Pennyroyal toxicity: measurement of toxic metabolite levels in two cases and review of the literature.
Anderson IB, Mullen WH, Meeker JE, Khojasteh-BakhtSC, Oishi S, Nelson SD, Blanc PD.
San Francisco Bay Area Regional Poison Control Center, San Francisco General Hospital, CA 94110, USA.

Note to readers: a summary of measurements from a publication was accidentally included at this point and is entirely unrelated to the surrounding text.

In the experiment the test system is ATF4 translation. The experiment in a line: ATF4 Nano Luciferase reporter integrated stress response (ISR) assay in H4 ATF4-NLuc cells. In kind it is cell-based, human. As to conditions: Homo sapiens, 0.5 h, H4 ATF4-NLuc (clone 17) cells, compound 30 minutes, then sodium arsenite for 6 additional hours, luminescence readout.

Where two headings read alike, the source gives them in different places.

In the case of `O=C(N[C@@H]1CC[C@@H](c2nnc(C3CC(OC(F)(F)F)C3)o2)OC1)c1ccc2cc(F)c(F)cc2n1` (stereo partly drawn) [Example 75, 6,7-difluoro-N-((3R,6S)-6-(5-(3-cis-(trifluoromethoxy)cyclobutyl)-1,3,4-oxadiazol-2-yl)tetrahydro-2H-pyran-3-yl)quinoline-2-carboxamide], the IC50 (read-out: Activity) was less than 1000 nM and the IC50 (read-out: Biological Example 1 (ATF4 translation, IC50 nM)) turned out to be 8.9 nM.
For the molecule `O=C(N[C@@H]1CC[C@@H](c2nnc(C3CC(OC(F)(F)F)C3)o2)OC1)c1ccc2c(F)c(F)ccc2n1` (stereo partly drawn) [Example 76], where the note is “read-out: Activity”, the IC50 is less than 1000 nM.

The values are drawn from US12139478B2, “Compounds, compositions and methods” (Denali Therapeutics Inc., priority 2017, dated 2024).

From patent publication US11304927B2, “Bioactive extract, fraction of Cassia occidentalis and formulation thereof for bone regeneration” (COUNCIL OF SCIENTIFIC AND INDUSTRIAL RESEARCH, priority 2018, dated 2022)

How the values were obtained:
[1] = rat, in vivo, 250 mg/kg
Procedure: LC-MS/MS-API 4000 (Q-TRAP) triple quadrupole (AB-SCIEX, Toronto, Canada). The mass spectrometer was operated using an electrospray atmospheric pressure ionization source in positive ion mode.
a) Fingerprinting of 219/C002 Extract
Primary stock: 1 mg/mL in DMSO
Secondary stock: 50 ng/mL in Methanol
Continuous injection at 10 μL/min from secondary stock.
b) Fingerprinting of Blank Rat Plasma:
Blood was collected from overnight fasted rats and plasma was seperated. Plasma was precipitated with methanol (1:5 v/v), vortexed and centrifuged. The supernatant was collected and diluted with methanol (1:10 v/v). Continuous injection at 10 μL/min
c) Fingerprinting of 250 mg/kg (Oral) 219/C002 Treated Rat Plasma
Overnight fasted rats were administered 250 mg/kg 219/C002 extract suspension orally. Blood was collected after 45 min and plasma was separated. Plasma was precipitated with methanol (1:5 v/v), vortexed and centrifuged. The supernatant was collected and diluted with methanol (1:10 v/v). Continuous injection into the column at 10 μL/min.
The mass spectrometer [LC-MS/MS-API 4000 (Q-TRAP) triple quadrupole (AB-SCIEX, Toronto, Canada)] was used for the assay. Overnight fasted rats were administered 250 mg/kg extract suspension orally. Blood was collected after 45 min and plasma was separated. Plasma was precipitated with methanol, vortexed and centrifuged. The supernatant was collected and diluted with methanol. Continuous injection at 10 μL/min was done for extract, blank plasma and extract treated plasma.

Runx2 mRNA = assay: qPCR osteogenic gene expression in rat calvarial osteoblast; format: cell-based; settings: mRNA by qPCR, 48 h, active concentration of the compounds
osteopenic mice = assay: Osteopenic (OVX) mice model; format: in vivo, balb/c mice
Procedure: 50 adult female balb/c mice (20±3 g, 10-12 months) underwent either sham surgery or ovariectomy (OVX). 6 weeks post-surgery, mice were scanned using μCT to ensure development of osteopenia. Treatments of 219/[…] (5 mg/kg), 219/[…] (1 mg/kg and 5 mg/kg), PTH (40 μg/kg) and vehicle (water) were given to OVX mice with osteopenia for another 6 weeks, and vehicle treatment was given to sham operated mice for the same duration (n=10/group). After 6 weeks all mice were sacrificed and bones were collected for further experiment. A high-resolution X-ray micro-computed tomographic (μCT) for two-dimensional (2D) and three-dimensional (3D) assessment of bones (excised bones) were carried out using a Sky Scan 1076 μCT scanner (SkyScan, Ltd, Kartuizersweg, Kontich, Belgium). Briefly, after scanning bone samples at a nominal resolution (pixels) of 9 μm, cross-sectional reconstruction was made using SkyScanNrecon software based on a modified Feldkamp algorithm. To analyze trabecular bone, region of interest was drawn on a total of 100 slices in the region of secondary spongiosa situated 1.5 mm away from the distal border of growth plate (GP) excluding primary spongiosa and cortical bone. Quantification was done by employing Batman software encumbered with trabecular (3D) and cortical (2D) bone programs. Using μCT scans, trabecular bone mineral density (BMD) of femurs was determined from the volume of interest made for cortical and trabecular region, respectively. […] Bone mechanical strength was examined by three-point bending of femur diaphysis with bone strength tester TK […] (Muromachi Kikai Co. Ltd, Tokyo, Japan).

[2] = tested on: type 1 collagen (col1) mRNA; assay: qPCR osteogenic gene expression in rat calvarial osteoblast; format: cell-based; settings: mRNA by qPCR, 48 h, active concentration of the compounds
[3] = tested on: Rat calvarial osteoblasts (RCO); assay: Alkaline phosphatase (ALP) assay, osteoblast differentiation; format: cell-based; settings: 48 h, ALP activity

BACKGROUND: Pennyroyal is a widely available herb that has long been used as an abortifacient despite its potentially lethal hepatotoxic effects. However, quantitative data for pennyroyal constituents and their metabolites in humans have not been previously reported. OBJECTIVES: To quantify pennyroyal metabolites in human overdose, to correlate these findings with clinical variables, and to place these findings in the context of previously reported cases of pennyroyal toxicity. DESIGN: Clinical case series of pennyroyal ingestions; quantification of pennyroyal metabolites by gas chromatography and mass spectrometry; qualitative detection of protein-bound adducts of the metabolites of pennyroyal constituents in human liver by Western blot assay; and review of the literature based on a search of MEDLINE, Index Medicus, and the reference citations of all available publications. RESULTS: We report four cases of pennyroyal ingestion. One patient died, one received N-acetylcysteine, and two ingested minimally toxic amounts of pennyroyal and were not treated with N-acetylcysteine. In the fatal case, postmortem examination of a serum sample, which had been obtained 72 hours after the acute ingestion, identified 18 ng of pulegone per mL and 1 ng of menthofuran per mL. In a serum sample from the patient treated with N-acetylcysteine, which had been obtained 10 hours after ingestion, the menthofuran level was 40 ng/mL. Review of 18 previous case reports of pennyroyal ingestion documented moderate to severe toxicity in patients who had been exposed to at least 10 mL of pennyroyal oil. CONCLUSION: Pennyroyal continues to be an herbal toxin of public health importance. Data on human metabolites may provide new insights into the toxic mechanisms and treatment of pennyroyal poisoning, including the potential role of N-acetylcysteine. Better understanding of the toxicity of pennyroyal may also lead to stricter control of and more restricted access to the herb.